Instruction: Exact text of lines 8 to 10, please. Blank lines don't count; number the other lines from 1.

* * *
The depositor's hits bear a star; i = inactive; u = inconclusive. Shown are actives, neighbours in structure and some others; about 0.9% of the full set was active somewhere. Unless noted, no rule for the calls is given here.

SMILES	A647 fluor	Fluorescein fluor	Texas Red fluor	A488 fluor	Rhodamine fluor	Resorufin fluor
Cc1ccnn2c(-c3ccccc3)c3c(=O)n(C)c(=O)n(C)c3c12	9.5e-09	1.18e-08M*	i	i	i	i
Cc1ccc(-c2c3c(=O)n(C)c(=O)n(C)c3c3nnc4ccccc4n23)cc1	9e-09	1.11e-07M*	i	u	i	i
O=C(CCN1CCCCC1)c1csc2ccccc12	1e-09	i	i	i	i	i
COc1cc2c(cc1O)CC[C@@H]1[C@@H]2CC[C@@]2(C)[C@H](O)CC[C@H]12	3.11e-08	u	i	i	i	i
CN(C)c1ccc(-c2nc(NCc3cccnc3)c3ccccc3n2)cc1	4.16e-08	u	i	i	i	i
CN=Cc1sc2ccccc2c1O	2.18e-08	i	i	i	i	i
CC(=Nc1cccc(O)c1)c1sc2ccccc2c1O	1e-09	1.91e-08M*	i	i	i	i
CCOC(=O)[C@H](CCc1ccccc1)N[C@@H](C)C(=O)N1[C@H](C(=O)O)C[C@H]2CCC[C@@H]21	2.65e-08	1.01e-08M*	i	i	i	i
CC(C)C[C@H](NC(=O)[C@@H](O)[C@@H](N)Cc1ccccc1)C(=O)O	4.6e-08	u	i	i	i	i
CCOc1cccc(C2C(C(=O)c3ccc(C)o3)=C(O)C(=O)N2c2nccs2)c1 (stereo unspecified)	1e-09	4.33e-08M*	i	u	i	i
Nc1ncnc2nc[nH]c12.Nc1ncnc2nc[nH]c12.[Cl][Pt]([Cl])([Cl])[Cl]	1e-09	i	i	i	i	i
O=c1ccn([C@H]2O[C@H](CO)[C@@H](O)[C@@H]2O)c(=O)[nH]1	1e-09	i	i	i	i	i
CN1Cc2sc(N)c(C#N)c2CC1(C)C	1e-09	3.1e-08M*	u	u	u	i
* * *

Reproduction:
CN=Cc1sc2ccccc2c1O	2.18e-08	i	i	i	i	i
CC(=Nc1cccc(O)c1)c1sc2ccccc2c1O	1e-09	1.91e-08M*	i	i	i	i
CCOC(=O)[C@H](CCc1ccccc1)N[C@@H](C)C(=O)N1[C@H](C(=O)O)C[C@H]2CCC[C@@H]21	2.65e-08	1.01e-08M*	i	i	i	i